Passing Array by Reference...

This is a discussion on Passing Array by Reference... within the C++ Programming forums, part of the General Programming Boards category; So I'm making a game (this isn't a game-related question, though)... This may sound simple, but I haven't been able ...

  1. #1
    Ecologist
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    Passing Array by Reference...

    So I'm making a game (this isn't a game-related
    question, though)... This may sound simple, but
    I haven't been able to figure out how to do this.

    I have a function that reads the information
    from a bitmap, minus the palette. I'm trying to
    write a function that would read only the
    palette-information, and store it in a global-
    array that is passed through the function. This
    is what I tried (I'm still new), but it didn't
    work...

    Code:
    BYTE g_GamePalette[256][3];
    
    class Graphic{
     public:
      ReadImageInfo(char *name);
      ReadPalette(char *name, BYTE &palette[256][3]);
      ...
     private:
      ...
    };
    
    int main(){
      Graphic *image = new Graphic;
      image->ReadBitmapInfo{"bitmap.bmp");
      image->ReadPalette("bitmap.bmp", g_GamePalette[256][3]);
    
      /*********************************************
      *How would I pass the entire global array, by*
      *reference, though the ReadPalette() functio?*
      *********************************************/
    
      return 0;
    }

    Project: 13h Game.
    Compiler: DJGPP.
    Operating System: Windows 95.

    Thanks a lot,
    ethic.
    Staying away from General.

  2. #2
    &TH of undefined behavior Fordy's Avatar
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    Try;

    Code:
    ReadPalette(char *name, BYTE palette[][3])
    and

    Code:
    image->ReadPalette("bitmap.bmp", g_GamePalette)

    I think that works, but havent tested it.

    Also, if the array is global, why are you passing it with the function?

  3. #3
    Skunkmeister Stoned_Coder's Avatar
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    arrays are always passed by reference anyway. When you pass an array in reality you are passing a constant pointer to the arrays first element.
    ReadPalette(char *name, BYTE &palette[256][3]);
    should be
    ReadPalette(char *name, BYTE palette[256][3]);
    Free the weed!! Class B to class C is not good enough!!
    And the FAQ is here :- http://faq.cprogramming.com/cgi-bin/smartfaq.cgi

  4. #4
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    >>Also, if the array is global, why are you passing it with the function?

    I kind of want to make the class usable by other
    people. If I do this, then they can name their
    global palette anything they want... I think...
    People will probably never use it, but doing
    things this way may help me learn how to design
    great graphic-engines (far into the future).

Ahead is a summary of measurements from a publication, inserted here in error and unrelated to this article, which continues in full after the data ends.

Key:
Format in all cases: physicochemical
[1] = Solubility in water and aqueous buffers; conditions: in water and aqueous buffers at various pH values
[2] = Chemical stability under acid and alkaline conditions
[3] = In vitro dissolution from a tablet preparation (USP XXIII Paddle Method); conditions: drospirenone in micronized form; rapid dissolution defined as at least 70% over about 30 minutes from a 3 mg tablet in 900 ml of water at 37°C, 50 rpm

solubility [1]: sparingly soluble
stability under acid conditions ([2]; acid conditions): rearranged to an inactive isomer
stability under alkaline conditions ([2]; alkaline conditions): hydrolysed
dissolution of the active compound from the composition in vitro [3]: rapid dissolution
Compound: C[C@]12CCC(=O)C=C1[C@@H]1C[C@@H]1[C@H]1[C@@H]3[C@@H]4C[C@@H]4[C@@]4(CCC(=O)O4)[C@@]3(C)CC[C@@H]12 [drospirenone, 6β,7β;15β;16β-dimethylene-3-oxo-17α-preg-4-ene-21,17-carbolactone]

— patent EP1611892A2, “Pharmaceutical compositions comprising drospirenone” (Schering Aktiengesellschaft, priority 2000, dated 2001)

Also, I would be able to create multiple palettes
    without having to write a seperate function for
    each. This is good, too...
    Last edited by Cheeze-It; 02-16-2002 at 12:37 PM.
    Staying away from General.

  5. #5
    Ecologist
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    Sorry to bump this, but I'm still having trouble.

    First I tried this, but it wouldn't compile. I
    kept getting a error that said there wasn't a
    matching function inside the GRAPHIC class (if
    I understood it correctly)...

    Code:
    class GRAPHIC{
     public:
       bool ReadImageInfo(char *BitmapName);
       bool ReadPalette(char *BitmapName, BYTE Palette[256][3]);
     private:
      ...
    };
    
    BYTE MainGamePalette[256][3];
    
    int main(){
      GRAPHIC *image = new GRAPHIC;
      image->ReadImageInfo("Bitmap.bmp");
      image->ReadPalette("Bitmap.bmp", MainGamePalette[256][3]);
    
      return 0;
    }
    Then I tried this (the next example). This compiled,
    but wouldn't run. As soon as I tried to run the
    game, I got a whole bunch of hex-things that I
    don't understand, yet. It said something like:
    "Exiting due to Signal SIGSEGV"...

    I don't know if this error is related to my
    palette-problem, or not. But it didn't happen
    until after I changed my code (I'm still looking
    at things)...

    Code:
    BYTE MainGamePalette[256][3];
    int main(){
      ...
      image->ReadPalette("Bitmap.bmp", MainGamePalette);
    
     return 0;
    
    }
    Can anybody help? Is the second example correct
    (because it compiles), and my problem lies
    elswhere? Or is it completely wrong?

    Thanks a lot,
    ethic.
    Staying away from General.

  6. #6
    Ecologist
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    Okay, I'm dumb. Nevermind; I think the second
    example is correct. I just got the thing to run.
    Apparently when I commented-out the palette-reading
    part of the Bitmap-reading function, I forgot
    to skip the bitmap's palette-information.

    Sorry.
    Staying away from General.

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